Minor International Relations & Human Rights Law
- Broadening minor
- Minor code
- 10 weeks
- Belongs to study programme
This minor will examine unresolved theoretical, legal and practical questions concerning the issues of international relations as well as universality of human rights; whose responsibility it is to protect human rights; and whether human rights conventions, laws, and regimes are effective. Thus, the minor looks at the juxtaposition of the traditional claims of states to guard sovereignty and impose order against more recent claims by individuals to freedom, rights, justice, universal moral order and humane treatment. State sovereignty and international relations have a profound impact on the ability of the international community to respond to gross human rights violations. The positive and negative impacts of domestic politics and transnational actors and the collision of human rights ideals with the doctrine of state sovereignty will be recurring themes in the course.
To this end the following questions will be discussed:
- How do international relations theories view human rights?
- How do they explain contemporary world politics?
- What role do human rights play in international relations today?
- Why do states comply with the human rights treaties?
- How does the application of human rights treaties affect states’ sovereignty?
- How are individual rights enforced by states?
- Understand the history, theories and issues of international relations theories;
- Demonstrate knowledge of the main human rights provisions and ways of their enforcement;
- Understand the role of interpretation principles characteristic of human rights;
- Articulate an informed view about current debates on human rights enforcement in international relations;
- Analyze and present a case on one of these issues.
Afternoon lectures and whole day study visits.
There are two sessions scheduled for each week. There will be eight 3-hour in-class sessions in the nine (9) weeks. Each session will have its own required readings (which have to be read prior to the class). Included in these sessions will be study visits.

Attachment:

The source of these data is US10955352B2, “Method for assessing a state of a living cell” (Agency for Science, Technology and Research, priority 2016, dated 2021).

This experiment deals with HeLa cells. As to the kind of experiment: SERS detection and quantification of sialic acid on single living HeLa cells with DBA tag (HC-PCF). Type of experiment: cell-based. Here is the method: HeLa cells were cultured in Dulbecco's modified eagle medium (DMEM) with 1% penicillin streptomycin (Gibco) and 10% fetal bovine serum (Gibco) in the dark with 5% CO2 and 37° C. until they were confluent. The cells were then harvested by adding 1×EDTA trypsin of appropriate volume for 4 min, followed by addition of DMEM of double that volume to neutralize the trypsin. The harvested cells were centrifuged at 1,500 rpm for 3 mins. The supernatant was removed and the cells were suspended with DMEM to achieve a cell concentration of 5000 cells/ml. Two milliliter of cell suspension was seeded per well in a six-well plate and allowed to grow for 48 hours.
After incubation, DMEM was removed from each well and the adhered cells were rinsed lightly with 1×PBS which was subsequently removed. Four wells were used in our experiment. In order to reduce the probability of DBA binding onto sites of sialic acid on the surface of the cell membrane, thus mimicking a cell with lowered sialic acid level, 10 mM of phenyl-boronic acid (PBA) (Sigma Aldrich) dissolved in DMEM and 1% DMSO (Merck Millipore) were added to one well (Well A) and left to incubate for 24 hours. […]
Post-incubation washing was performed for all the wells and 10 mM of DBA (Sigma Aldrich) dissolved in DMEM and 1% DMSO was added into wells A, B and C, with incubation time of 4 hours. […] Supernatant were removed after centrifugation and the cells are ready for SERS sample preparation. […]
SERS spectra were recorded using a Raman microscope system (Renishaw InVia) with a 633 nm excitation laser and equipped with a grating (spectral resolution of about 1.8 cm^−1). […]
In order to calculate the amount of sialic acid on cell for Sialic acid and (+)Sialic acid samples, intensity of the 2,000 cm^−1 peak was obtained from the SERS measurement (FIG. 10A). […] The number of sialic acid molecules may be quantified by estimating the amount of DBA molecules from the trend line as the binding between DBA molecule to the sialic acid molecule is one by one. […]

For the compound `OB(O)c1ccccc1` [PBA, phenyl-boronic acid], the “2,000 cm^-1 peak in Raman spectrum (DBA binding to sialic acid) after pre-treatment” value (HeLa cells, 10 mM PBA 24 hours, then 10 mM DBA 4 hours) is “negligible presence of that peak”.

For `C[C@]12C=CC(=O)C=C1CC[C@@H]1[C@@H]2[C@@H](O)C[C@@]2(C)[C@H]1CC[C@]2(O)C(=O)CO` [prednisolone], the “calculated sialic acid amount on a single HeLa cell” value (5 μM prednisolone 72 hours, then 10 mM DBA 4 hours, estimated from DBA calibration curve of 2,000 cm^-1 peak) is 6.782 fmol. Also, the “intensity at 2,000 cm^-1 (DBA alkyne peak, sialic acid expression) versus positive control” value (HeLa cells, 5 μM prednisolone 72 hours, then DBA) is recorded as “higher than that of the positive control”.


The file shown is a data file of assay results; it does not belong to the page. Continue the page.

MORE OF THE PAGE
The meetings will be in the form of seminars. They will include interactive lectures, simulations and case studies.
This minor will consist of mixed-method teachings where participatory lectures, cases, group assignments, simulations and presentations will be a part of the curriculum. In addition site visits are anticipated to key institutions, such as the International Criminal Court or the Ministry of Foreign Affairs, so as to enable the students to witness the practical application of the principles studied.
Smart board, books, articles.
Method of examination
Essays, moot court presentations, group assignments
Composition final grade
Professional behaviour (10%)
Assignment I (Human Rights Law) (30%)
Assignment II (International Relations) (20%)
Final Essay (40%)
For the papers, the following criteria will be used for feedback:
Clear and comprehensive description of research topic. Stating the research question guiding the essay clearly; Mentioning the theory or model, legal doctrine or case-law, academic approach or method to understand the issue at hand; Briefly outlining the structure of the essay. Main body, discussion and argumentation: Convincingly analysing the research question with plausible arguments and reliable evidence. Conclusion: Summing up the main conclusions and answering the research question.
Summarizes, integrates, and critically evaluates the theories/approaches chosen; Is based on academic sources (minimum of 3) plus optional other sources (but always mention/refer to any sources explicitly) ; Is composed of coherent parts that follow a logical and fluent order; Convincingly analyses the research question with plausible arguments and reliable evidence.